"What's important to us is we make sure that we understand that guys from this state, we've got to do a great job recruiting this state. In the future, and it always will be, have a great focus on making sure guys know they can stay here and get as good if not a better education than anywhere in America, represent the University of Florida and represent people in their hometown and everyone in this state and make them proud. That's always going to be a focus for us, and it will be even more so moving forward."
Back in Gainesville since a four-year stint that saw him win two national titles with the Gators as offensive coordinator, Mullen is eager to get to work and start putting back down some recruiting roots.
The Gators didn't try to reach in the 2018 class on guys it might not have felt great about just to fill spots.
And that's a good way to approach things. But it also creates a heavier emphasis on really cleaning up in the 2019 class. It'll be another loaded year in the state, so Mullen and his staff have to do whatever it takes to ensure that, starting now, Florida starts getting taken seriously again in-state.
"I'll be honest with you; this is the University of Florida. There's a standard. There's a tradition. There's expectations here," Mullen said. "And I think our staff worked hard, but I'm also blessed being at a place that has impeccable academic reputation, one of the highest academic standards and one of the best educations you can get in America.
"It is a place where I walk into an office that already has three crystal ball National Championships in there. There's not a lot of places that have that many crystal balls in there. You go into the main lobby and there's three Heisman Trophy winners, three Campbell Trophy winners for academic Heismans, if you will."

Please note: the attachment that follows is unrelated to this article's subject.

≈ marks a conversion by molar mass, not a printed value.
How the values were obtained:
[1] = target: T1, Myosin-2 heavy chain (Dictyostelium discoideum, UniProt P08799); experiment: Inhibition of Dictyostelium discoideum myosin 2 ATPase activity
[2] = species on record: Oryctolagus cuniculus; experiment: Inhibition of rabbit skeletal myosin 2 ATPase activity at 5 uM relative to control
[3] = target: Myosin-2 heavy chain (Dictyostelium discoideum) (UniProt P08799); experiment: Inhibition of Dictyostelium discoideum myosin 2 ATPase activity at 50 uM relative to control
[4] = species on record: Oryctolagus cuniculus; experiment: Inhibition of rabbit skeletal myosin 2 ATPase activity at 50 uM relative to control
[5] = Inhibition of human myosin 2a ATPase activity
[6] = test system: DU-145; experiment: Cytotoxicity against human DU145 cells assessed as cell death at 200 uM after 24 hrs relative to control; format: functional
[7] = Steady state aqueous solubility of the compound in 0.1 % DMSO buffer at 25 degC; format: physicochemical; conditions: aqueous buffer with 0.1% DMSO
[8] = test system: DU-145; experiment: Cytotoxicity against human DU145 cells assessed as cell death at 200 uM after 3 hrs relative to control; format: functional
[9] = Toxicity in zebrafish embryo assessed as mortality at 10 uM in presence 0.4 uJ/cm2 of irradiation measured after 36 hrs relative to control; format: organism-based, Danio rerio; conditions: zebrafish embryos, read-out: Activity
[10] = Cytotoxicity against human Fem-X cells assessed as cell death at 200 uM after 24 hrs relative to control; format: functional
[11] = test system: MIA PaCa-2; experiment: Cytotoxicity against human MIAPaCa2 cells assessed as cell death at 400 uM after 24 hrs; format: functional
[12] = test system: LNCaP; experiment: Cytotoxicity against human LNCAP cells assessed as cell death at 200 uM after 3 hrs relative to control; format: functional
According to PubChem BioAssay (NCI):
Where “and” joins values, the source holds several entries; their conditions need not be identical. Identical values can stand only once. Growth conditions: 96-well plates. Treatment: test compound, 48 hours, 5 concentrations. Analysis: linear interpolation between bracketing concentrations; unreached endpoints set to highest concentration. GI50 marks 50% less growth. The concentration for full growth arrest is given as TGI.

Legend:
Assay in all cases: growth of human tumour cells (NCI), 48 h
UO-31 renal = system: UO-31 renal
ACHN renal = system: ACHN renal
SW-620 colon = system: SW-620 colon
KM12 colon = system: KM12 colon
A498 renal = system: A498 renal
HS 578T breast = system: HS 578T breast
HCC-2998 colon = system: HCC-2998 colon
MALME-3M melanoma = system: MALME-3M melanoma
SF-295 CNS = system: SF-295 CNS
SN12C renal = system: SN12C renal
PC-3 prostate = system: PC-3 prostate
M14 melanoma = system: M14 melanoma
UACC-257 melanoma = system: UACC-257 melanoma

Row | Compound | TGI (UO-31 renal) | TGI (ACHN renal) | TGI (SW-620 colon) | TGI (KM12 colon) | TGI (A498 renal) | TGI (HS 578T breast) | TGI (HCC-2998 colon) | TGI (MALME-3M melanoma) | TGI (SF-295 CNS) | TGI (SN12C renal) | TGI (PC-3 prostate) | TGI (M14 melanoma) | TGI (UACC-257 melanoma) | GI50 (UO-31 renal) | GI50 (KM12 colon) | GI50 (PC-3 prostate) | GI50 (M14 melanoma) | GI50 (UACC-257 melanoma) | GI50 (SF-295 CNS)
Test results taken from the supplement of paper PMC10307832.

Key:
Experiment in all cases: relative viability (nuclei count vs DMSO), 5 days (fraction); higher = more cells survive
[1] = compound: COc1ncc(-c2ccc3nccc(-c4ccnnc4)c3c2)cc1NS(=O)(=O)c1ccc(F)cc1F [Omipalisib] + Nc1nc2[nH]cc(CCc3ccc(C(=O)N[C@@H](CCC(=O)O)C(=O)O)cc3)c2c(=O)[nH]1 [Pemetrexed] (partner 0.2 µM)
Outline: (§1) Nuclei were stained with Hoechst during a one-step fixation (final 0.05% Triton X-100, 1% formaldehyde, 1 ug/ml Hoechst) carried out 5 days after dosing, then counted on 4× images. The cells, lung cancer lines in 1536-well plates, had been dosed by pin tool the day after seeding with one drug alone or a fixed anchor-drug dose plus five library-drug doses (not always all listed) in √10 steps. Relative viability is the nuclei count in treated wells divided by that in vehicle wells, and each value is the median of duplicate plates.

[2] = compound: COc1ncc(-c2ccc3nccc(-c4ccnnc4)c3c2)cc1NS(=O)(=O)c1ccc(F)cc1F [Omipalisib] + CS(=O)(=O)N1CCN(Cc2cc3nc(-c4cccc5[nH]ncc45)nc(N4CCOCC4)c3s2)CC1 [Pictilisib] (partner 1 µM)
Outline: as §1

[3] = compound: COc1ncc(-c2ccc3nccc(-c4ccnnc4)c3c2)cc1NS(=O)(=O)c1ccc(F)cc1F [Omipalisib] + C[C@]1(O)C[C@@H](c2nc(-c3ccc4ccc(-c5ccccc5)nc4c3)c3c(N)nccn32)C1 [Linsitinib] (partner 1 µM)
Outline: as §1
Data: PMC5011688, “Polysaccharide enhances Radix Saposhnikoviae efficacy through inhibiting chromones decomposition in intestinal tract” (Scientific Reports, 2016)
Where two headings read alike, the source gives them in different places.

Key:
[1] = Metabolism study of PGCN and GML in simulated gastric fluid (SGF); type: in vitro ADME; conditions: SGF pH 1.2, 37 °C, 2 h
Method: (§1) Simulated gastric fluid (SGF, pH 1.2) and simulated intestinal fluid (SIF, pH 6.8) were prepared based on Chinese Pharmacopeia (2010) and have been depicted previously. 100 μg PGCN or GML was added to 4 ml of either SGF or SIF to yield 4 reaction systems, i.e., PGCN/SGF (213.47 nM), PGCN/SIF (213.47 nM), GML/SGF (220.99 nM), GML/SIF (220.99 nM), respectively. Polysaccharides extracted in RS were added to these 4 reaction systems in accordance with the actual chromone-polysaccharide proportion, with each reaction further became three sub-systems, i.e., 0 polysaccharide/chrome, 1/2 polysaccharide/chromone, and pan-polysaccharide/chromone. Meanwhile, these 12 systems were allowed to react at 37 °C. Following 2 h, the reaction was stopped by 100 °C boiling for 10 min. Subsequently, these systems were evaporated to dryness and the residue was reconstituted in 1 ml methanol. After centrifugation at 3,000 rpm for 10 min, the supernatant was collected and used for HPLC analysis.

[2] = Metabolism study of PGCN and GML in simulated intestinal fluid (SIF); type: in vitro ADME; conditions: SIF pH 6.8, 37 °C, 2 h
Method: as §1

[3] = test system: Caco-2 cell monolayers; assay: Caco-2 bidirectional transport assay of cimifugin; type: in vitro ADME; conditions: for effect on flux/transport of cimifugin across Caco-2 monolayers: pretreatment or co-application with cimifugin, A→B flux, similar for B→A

Meaning, finishing with the No. 14 class isn't going to cut it down the road. Those aren't the types of classes that helped propel the Gators toward those two national titles Mullen likes to tout.
In the years leading up to those, Florida poached some of the best players from around the country. It also dominated in-state recruiting.
That's what UF has to get back to if it wants to hang with some of the elite programs that have dominated the Gators head-to-head in recent years.
"The history, the tradition of the university certainly helped us as a coaching staff be able to put this class together," Mullen said. "Hopefully (it'll) help us continue to build to the level and expectations that I know I expect and I'm sure that everyone in the Gator Nation expects."
Shocker: Graham Hall wrote a recruiting article!!
2019 ATH Mark-Antony Richards discusses recruitment, plan to camp at UF in 2 weeks
Florida’s 2018 class is seemingly complete, with 19 signings and two transfers becoming the latest additions to join the Gators and first-year UF coach Dan Mullen.
But recruiting in college football never ceases, and Mullen has made that clear within his first two months.
“Recruiting is a 24/7, 365 deal,” Mullen said at his Signing Day press conference. “I think I probably even spent more time on the phone with 2019s today than I did with 2018 guys. You know, it’s a process that keeps going and never ends.”
In addition to spending time on the phone with 2019 recruits, Mullen paid a visit Feb. 2 to Wellington High School to see several prospects, with dynamic athlete Mark-Antony Richardsbeing at the top of the list.
Ranked by Rivals as the No. 22 overall prospect in the 2019 class, Richards’ recruitment has seen him pick up multiple Power 5 offers, with Missouri and Oklahoma being the most recent to join the list. And it’s no secret why: Richards can play all over the field, as he finished his junior season with 954 rushing yards, 605 receiving yards and more than 1,100 yards as a returner.
He found the endzone seven times, and that was just on the offensive side of the ball. Richards also contributed 56 tackles, three interceptions, two forced fumbles and two sacks for Wellington’s defense.
It’s clear as to why programs are lining up to offer Richards, and the Gators helped by getting in early with the 6-foot-1, 195-pounder. He camped at Florida last July for Friday Night Lights, and the Gators remain on his radar with his senior season on the horizon.
“It was cool to see all the commits, like Andrew Chatfield,” Richards said of UF’s Signing Day on Wednesday. “That’s pretty cool just sitting back and watching it, just knowing I could be part of that one day.”